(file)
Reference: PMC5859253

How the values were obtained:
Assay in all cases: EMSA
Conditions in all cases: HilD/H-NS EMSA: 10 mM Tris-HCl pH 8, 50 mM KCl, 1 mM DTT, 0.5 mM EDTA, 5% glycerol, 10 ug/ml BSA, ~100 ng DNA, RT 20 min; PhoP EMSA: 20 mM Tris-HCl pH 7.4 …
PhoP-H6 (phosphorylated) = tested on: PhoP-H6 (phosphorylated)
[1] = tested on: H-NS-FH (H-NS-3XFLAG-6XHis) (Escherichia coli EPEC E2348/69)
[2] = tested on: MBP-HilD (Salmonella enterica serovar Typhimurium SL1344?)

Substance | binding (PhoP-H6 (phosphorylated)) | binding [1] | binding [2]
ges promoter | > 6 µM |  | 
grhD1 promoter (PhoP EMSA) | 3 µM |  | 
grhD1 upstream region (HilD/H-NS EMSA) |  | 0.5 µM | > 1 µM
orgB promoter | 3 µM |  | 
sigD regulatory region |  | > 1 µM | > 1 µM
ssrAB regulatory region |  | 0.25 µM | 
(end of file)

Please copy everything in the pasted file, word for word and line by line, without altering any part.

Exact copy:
Reference: PMC5859253

How the values were obtained:
Assay in all cases: EMSA
Conditions in all cases: HilD/H-NS EMSA: 10 mM Tris-HCl pH 8, 50 mM KCl, 1 mM DTT, 0.5 mM EDTA, 5% glycerol, 10 ug/ml BSA, ~100 ng DNA, RT 20 min; PhoP EMSA: 20 mM Tris-HCl pH 7.4 …
PhoP-H6 (phosphorylated) = tested on: PhoP-H6 (phosphorylated)
[1] = tested on: H-NS-FH (H-NS-3XFLAG-6XHis) (Escherichia coli EPEC E2348/69)
[2] = tested on: MBP-HilD (Salmonella enterica serovar Typhimurium SL1344?)

Substance | binding (PhoP-H6 (phosphorylated)) | binding [1] | binding [2]
ges promoter | > 6 µM |  | 
grhD1 promoter (PhoP EMSA) | 3 µM |  | 
grhD1 upstream region (HilD/H-NS EMSA) |  | 0.5 µM | > 1 µM
orgB promoter | 3 µM |  | 
sigD regulatory region |  | > 1 µM | > 1 µM
ssrAB regulatory region |  | 0.25 µM | 